An Improved Nonequidistant Grey Model Based on Simpson Formula and Its Application
Grey prediction models have been widely used in various fields of society due to their high prediction accuracy; accordingly, there exists a vast majority of grey models for equidistant sequences; however, limited research is focusing on nonequidistant sequence. The development of nonequidistant grey prediction models is very slow due to their complex modeling mechanism. In order to further expand the grey system theory, a new nonequidistant grey prediction model is established in this paper. To further improve the prediction accuracy of the NEGM (1, 1, t2) model, the background values of the improved nonequidistant grey model are optimized based on Simpson formula, which is abbreviated as INEGM (1, 1, t2). Meanwhile, to verify the validity of the proposed model, this model is applied in two real-world cases in comparison with three other benchmark models, and the modeling results are evaluated through several commonly used indicators. The results of two cases show that the INEGM (1, 1, t2) model has the best prediction performance among these competitive models.
Time-series forecasting has received extensive attention in the past decades. Accordingly, there exist a plenty of approaches for time-series analysis and forecasting. From [1, 2] and the references therein, these methods can be divided into three categories: statistical methods (e.g., regression analysis , functional state space model , logistic regression , spatial-temporal model , Markov chain model , etc.), machine learning methods [8–11], and grey modeling technique [12–14]. Each method has its own advantages and limitations . Regarding statistical methods and machine learning methods, the growing body of data is required in the modeling procedure. However, it is difficult to collect data available for model calibration in practical applications [16–18]. This is the principal reason that the grey model has been widely used in various disciplines [19, 20].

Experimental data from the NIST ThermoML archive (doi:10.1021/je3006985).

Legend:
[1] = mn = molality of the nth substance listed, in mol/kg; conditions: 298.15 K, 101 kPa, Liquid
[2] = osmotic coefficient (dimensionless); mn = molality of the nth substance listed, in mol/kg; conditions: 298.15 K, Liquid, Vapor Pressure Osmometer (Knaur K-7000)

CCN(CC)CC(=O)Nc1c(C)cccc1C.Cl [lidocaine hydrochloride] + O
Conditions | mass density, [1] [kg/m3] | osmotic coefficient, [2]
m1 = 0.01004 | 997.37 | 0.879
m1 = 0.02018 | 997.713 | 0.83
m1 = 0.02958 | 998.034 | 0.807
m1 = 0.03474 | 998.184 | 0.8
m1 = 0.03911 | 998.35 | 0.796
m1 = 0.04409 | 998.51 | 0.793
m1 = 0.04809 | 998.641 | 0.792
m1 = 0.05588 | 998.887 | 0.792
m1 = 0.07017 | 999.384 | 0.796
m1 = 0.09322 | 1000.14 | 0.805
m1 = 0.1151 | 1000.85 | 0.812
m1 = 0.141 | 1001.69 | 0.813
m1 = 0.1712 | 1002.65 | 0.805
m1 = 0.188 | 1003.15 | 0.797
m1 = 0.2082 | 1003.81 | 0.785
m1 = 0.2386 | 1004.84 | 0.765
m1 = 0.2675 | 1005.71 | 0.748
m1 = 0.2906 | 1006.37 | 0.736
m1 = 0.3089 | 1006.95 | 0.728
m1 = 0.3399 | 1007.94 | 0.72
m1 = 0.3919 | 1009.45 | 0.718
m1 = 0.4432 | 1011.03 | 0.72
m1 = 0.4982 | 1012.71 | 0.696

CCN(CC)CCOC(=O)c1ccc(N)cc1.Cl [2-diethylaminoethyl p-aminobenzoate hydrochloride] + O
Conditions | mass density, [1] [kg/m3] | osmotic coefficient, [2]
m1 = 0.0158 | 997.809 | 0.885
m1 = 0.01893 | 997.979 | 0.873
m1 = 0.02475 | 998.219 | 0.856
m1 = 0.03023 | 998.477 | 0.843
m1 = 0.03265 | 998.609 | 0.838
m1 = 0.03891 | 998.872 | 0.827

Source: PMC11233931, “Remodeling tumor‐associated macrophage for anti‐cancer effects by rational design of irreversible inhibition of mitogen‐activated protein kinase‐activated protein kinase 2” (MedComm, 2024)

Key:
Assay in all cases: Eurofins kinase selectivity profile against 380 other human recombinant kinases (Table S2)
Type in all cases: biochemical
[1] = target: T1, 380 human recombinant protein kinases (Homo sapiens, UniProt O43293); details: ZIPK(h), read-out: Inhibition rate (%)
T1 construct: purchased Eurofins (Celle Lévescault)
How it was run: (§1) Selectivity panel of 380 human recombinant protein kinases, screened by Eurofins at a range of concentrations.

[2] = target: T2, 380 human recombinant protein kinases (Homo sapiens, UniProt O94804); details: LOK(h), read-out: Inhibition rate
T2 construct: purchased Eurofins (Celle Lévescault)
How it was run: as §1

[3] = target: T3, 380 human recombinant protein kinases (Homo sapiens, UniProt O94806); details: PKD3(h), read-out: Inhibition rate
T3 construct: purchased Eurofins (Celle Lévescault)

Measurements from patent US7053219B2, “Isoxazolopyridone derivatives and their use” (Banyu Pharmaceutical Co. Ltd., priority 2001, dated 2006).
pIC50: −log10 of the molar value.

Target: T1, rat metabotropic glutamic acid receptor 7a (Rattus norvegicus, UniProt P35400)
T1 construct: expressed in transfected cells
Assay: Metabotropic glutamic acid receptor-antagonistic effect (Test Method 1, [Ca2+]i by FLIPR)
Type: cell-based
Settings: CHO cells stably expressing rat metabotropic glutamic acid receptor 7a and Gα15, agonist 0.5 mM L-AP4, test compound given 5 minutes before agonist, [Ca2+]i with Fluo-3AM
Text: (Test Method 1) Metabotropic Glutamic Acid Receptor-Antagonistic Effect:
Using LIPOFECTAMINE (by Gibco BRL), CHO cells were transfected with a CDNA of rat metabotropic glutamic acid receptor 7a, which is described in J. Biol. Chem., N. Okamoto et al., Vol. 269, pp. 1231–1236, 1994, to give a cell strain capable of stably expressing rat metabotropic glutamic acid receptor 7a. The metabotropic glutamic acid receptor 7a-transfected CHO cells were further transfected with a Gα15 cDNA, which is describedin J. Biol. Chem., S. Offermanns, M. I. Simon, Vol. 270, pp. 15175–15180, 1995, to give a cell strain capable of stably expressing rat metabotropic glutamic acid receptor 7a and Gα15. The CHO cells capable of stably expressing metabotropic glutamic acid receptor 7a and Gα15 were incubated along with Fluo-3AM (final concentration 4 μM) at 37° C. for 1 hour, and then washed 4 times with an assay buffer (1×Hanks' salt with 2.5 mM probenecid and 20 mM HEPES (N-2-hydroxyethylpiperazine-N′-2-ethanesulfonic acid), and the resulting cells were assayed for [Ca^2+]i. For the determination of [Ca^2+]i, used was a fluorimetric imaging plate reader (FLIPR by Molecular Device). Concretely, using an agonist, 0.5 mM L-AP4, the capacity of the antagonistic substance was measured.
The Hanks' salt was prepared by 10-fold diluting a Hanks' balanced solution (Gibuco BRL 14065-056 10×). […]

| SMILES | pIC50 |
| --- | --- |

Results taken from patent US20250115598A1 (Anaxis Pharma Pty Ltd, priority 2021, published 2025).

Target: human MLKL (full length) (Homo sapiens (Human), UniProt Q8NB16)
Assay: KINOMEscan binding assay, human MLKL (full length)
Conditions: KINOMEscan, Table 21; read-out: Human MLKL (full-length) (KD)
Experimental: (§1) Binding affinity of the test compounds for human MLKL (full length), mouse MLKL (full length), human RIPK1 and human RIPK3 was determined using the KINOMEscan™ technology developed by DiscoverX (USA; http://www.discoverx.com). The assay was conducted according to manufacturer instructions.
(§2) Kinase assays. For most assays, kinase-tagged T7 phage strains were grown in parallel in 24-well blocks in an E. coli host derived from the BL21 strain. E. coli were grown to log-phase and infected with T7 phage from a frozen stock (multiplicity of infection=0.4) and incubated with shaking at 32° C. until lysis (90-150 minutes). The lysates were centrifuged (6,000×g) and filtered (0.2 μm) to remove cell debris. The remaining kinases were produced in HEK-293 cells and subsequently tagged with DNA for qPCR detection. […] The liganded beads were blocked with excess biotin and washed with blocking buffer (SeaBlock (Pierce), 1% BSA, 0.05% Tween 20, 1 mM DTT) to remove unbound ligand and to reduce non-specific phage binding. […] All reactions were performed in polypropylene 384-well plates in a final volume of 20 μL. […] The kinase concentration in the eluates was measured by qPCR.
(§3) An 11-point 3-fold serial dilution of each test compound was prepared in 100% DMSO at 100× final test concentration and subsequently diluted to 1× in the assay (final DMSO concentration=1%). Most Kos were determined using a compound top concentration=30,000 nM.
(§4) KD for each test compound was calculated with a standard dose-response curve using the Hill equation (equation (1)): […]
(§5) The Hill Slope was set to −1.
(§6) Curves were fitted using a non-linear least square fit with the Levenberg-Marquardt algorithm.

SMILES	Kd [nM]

Grey prediction models proposed by Deng  have been widely used in various fields of society due to their high prediction accuracy. In particular, the GM (1, 1, t2) model is an important branch of the grey prediction model, which was pioneered by Qian et al. . To further improve the prediction accuracy and applicability of the GM (1, 1, t2) model, many scholars have made efforts. For example, Luo and Wei  constructed the expectation function by using the sum of error squares and solved the expression of the optimal constant in the time response function. Considering that the background values are key factor that affects the prediction accuracy of the GM (1, 1, t2) model, Wei et al.  used the linear interpolation method to reconstruct the background values of the GM (1, 1, t2) model. Although these studies have improved the prediction accuracy of the GM (1, 1, t2) model in the field of equidistant time series, to the best of our knowledge, there is a dearth of research on nonequidistant time series. However, in our real world, there exist a large number of nonequidistant time series, such as samplings in reaction furnaces and building settlements. On this basis, this paper develops a novel nonequidistant grey model by combining the existing GM (1, 1, t2) model and concept of nonequidistant time series. To further enhance the prediction performance of the nonequidistant GM (1, 1, t2) model, a Simpson formula is applied to optimize the background value of the nonequidistant GM (1, 1, t2) model; as a result, an improved nonequidistant GM (1, 1, t2) model (denoted as INEGM (1, 1, t2)) is proposed in this paper. The main contributions of this paper are summarized as follows:(1)A conventional nonequidistant GM (1, 1, t2) model is constructed by incorporating the concept of nonequidistant time series into the GM (1, 1, t2) model already in place(2)Simpson formula is applied to optimize the background value of the conventional nonequidistant GM (1, 1, t2) model to increase the prediction performance(3)Two real-world cases are used to verify the validity and superiority of the proposed model in comparison with other benchmark models